— The Reign of Henry the Eighth, Volume 1 (of 3) • James Anthony Froude

... Death-tumbrils, with their motley Batch of Outlaws, some Twenty-three or so, from Maximilien to Mayor Fleuriot and Simon the Cordwainer, roll on. All eyes are on Robespierre's Tumbril, where he, his jaw bound in dirty linen, with his half-dead Brother, and half-dead Henriot, lie shattered; their 'seventeen hours' of agony about to end. The Gendarmes point their swords at him, to shew the people which is he. A woman springs on the Tumbril; clutching the side of it with one hand; waving the other Sibyl-like; and ...
— The French Revolution • Thomas Carlyle

... burthens of wood, but when hee came to any river (as there were many by the way) he to save his feete from water, would leape upon my loynes likewise, which was no small loade upon loade. And if by adversity I had fell downe in any dirty or myrie place, when he should have pulled me out either with ropes, or lifted me up by the taile, he would never helpe me, but lay me on from top to toe with a mighty staffe, till he had left no haire on all my body, no not so much as on mine eares, whereby I was compelled by force of blowes to ...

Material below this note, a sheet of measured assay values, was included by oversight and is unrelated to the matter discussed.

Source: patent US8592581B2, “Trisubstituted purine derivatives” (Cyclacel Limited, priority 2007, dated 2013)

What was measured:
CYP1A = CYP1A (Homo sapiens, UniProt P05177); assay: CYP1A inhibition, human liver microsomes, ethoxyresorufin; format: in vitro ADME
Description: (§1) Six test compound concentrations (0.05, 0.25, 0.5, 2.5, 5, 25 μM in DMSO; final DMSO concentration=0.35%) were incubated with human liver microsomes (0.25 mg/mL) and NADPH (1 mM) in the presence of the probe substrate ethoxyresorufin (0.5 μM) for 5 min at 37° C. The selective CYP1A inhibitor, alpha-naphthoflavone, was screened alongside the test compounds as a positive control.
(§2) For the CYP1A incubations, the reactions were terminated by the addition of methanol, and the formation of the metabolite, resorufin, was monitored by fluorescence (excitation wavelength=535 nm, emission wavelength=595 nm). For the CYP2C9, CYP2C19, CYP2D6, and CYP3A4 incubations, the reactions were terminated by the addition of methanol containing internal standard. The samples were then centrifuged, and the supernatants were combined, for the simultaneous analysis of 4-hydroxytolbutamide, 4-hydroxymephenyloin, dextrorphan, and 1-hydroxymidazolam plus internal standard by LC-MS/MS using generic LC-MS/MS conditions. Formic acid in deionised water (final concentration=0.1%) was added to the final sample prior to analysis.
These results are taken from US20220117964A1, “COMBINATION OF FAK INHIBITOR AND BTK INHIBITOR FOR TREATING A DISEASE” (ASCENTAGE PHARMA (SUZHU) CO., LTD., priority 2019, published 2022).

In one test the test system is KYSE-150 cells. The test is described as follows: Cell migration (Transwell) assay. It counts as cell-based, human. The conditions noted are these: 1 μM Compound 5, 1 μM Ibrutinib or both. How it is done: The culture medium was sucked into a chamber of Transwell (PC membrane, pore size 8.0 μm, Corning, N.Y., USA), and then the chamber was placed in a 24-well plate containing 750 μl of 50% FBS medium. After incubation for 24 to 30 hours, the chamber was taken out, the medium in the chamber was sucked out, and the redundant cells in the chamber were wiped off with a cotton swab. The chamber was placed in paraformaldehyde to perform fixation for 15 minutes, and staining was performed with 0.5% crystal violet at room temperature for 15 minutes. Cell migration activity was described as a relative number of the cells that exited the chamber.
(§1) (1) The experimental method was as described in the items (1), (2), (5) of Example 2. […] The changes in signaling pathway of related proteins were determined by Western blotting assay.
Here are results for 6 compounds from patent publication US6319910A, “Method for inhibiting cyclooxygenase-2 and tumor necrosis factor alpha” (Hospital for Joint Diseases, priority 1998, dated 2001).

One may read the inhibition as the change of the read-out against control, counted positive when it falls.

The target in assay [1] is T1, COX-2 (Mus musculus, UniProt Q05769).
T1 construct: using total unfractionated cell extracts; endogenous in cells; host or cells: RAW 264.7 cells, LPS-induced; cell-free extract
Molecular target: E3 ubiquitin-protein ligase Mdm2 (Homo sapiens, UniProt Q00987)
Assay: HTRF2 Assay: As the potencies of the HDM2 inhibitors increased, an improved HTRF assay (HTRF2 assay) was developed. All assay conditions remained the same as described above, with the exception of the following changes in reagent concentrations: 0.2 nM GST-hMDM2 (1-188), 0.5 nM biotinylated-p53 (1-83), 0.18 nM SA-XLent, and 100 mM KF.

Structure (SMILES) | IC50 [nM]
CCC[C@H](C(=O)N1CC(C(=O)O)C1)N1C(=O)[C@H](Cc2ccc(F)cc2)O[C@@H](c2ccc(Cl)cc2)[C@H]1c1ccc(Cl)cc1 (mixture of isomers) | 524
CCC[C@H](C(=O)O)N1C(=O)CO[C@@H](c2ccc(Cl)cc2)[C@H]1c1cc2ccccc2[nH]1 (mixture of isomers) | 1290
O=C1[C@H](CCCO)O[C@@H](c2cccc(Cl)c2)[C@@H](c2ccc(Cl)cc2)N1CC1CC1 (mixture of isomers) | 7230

— The Golden Asse • Lucius Apuleius

... the weaving of silk and cotton. In the large English towns, such as Liverpool, and among the population of certain mining districts in Belgium, I have met with even worse degeneration of the human species. Modesty, morality and health are destroyed in this swarming human mass—dirty, anaemic, tuberculous, rickety, imbecile, or hysterical—and there is no distinction between the factory girl and the prostitute. In certain Belgian districts which are a prey to alcoholism, one sometimes sees human beings copulating in the streets like animals, ...
— The Sexual Question - A Scientific, psychological, hygienic and sociological study • August Forel

... said Faith, "unless the people could be less ragged, and dirty, and uneasy; and their houses too. There's ...
— Say and Seal, Volume II • Susan Warner